Homily for the Second Sunday of Lent

As we approach the second Sunday of Lent we do so with some caution, some reserve, some intimidation and perhaps a bit of ignorance. Today, we learn about this event, described in Matthew as “the Transfiguration”: wherein Jesus goes to the mountain top with his friends and disciples, Peter, James and John. The story focuses on Jesus at first, then eventually leads us to the disciples who are present. Matthew switches the focus from Jesus to them because they are the most like

We often think that we can’t measure up to Jesus and all he does. But we have to remember that Jesus is God, and we aren’t. While the Gospels give us a myriad of examples of how Jesus changes things in our world, it is now 2000 years later and the task becomes ours: how do we change things in this day and age?

We live in an age that is very similar to the time of Jesus, and Peter, James, and John. Perhaps this is why Jesus needed to escape to the mountain to experience the true presence of Moses and Elijah in his Transfiguration. He took Peter, James, and John away from the world in which they lived; with its distracting businesses, its quarrels, its competition, its jealousies and fears, its sacrifices, its
politics, and its strange list of priorities; away from the world, to experience their own personal transition from one stage of life to another.

We can only be invited to the mountain top to witness the Transfiguration. And, in that invitation we begin to explore who we were, who we are, and who we may become.

This is Jesus’ time to introduce us to a whole new way of life. He does so without forgetting the past, whence he came. He is transfigured, his face is as bright as the sun, his clothes become dazzlingly white, pointing to his appearance at the Resurrection and Ascension. He is also joined by two others who bring about deliverance in their own ages: Moses and Elijah. Moses, whose face shown as
brilliant as Jesus’ when he delivered the Ten Commandments. Elijah who was taken to heaven, horses bright with fire, in a blazing chariot.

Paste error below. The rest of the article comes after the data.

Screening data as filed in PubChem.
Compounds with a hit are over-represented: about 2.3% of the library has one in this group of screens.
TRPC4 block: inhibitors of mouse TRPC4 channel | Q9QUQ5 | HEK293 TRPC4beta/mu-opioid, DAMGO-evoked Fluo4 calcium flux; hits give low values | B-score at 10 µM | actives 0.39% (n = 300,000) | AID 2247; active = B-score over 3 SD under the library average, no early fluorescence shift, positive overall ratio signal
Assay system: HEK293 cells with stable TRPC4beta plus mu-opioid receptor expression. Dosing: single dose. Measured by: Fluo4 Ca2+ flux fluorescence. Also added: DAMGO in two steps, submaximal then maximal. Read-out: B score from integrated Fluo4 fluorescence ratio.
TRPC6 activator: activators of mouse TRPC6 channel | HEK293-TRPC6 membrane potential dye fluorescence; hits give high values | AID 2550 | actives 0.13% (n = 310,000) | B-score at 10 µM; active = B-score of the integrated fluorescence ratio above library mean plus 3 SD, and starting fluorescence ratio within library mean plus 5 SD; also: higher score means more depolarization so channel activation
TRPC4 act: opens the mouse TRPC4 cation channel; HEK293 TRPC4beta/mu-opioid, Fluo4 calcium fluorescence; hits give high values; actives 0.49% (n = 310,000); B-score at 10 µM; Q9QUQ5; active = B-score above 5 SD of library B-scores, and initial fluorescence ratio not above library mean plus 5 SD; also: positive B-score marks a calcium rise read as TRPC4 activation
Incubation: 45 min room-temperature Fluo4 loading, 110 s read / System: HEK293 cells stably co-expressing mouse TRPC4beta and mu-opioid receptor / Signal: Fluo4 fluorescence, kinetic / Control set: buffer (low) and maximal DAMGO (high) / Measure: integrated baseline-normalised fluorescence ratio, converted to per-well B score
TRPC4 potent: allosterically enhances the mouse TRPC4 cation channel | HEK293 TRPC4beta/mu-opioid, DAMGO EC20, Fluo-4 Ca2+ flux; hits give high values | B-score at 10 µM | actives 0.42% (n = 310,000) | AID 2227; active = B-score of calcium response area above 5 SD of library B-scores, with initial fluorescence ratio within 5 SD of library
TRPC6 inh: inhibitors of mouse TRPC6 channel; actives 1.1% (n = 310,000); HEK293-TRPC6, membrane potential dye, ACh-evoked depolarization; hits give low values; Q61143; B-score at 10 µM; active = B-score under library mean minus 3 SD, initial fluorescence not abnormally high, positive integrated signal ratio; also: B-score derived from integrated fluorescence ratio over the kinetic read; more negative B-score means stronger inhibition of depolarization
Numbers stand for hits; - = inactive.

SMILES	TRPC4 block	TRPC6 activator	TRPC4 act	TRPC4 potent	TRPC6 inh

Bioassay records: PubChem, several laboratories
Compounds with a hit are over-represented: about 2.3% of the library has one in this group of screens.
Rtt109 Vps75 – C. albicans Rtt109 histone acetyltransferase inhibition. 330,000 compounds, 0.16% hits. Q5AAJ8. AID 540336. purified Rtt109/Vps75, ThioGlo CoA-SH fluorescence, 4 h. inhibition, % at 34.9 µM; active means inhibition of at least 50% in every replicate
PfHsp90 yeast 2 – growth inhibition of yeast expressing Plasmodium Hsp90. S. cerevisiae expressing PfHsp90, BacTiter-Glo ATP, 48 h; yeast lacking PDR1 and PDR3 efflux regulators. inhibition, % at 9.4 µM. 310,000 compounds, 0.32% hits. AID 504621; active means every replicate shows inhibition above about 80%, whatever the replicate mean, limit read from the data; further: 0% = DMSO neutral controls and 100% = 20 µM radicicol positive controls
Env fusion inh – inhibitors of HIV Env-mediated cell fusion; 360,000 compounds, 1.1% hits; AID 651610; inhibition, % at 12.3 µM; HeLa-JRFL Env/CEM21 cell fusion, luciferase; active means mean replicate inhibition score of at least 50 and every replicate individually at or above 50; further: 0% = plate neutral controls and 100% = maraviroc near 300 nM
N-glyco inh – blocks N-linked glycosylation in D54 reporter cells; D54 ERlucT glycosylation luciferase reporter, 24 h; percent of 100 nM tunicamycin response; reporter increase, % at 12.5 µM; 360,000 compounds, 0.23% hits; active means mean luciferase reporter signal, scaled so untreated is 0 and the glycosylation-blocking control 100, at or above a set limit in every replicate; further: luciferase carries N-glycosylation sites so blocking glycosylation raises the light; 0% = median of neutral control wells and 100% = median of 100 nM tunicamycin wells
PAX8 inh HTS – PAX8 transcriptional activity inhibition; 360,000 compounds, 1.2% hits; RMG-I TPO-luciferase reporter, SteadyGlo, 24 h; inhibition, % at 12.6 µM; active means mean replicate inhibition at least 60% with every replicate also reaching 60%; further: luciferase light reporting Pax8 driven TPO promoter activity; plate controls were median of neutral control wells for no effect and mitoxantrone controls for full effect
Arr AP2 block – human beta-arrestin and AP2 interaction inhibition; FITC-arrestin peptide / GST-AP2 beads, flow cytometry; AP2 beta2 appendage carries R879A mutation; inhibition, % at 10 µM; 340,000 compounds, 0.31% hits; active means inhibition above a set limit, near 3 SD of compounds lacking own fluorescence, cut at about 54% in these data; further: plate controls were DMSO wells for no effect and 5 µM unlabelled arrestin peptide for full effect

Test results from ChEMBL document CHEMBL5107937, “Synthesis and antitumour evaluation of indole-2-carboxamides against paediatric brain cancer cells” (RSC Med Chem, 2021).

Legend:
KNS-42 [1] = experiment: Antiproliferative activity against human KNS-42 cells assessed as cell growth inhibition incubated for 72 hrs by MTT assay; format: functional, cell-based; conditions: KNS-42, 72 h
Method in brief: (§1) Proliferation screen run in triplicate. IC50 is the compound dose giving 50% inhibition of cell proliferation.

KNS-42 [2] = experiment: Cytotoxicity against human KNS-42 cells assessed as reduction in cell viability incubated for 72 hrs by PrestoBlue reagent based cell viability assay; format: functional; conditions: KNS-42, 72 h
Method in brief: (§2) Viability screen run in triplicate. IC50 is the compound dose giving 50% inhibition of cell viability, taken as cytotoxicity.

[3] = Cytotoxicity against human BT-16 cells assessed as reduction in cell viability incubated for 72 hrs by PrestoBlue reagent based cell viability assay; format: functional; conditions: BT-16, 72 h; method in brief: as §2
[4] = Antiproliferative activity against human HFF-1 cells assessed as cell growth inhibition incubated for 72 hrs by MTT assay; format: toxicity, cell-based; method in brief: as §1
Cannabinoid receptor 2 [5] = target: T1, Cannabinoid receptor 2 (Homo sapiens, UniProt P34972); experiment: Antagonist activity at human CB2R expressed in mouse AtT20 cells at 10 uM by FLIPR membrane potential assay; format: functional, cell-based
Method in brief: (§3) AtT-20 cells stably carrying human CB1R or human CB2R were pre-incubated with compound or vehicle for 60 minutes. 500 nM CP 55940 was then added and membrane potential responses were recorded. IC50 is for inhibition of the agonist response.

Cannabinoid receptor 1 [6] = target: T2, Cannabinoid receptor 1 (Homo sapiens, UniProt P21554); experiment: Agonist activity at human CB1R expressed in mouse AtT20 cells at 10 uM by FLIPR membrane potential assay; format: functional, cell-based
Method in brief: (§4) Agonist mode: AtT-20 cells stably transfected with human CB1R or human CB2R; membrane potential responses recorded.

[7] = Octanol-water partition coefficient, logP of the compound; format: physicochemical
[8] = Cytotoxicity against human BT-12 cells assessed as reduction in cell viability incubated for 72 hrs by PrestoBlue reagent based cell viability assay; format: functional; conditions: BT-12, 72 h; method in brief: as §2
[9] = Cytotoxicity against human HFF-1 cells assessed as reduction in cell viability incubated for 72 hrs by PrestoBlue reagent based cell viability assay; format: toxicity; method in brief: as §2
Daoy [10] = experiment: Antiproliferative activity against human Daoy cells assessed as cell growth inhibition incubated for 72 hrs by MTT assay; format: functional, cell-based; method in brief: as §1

As Peter, James and John, experienced this moment in divine history, they did not know what they had stumbled into on top of the mountain.

They were being called to move forward beyond who they were. This was the experience that gave them the training wheels they needed to build the foundation of a personal spiritual experience. By God’s grace, they had caught fish every day. With the experience on top of the mountain, by God’s grace, they now experience a transition into a new phase of their lives.

Peter, James and John are called to use the gift of faith Christ was trying to give to them. They have a rough start. Peter says “…it is good for us to be here. Let us build three tents, one for you, one for Moses, and one for Elijah.” Peter wants to prolong the experience on the mountain. – in other words — “Let’s stay here. We don’t need to go back down. We are happy where we are!” But it is God’s voice that says “This is my beloved son. Listen to him.” – again — in other words, only Jesus truly knows about the past, the present and the kingdom to come. Jesus also knows we cannot stay in one place. We, you and I, are always on the move. During the first part of our lives, our parents can’t wait until we move forward, learning to crawl and take that very first step. In the middle part of our
lives, we are the ones who seek the path forward. To be a part of the world God has created. Mostly using our time, to keep us on the road, to a successful middle stage of life.

As we reach the stage of being “wise elders” in the community, we move forward by looking back at all that has happened in our lives; the many experiences that led to the transitions that helped us become who we are. We now use the wisdom and knowledge and experience we have gathered over the years to make sense of the life we have lived: with its businesses, its quarrels, its competition,
its jealousies and fears, its sacrifices, its politics, and its strange list of priorities. In these three stages of life, we do not leave anything behind, when we move from one transition to another. We take all of our experiences, and what we were and carry it with us into the next stage of life. Until at last we come to that final day, the ultimate transition, into a new eternal life with Christ.

We ought never desire to throw a part of ourselves away, crosses included. God will not let us “un-become” who we are. In the end, we see that it is better to come down from the mountain then to prolong our visit at the top. God has given us this experience

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, to transition into the ultimate stages of life. And the greatest thing we can do is to give ourselves back to God when he invites us to do

We are told that, in the end, St. Peter will greet us at the gates of heaven, open the book of life, turn to our page and see what we have done. It will all be there. What a wonderful gift to be able to see –everything(!) — all there is, and all we were, and all we have become.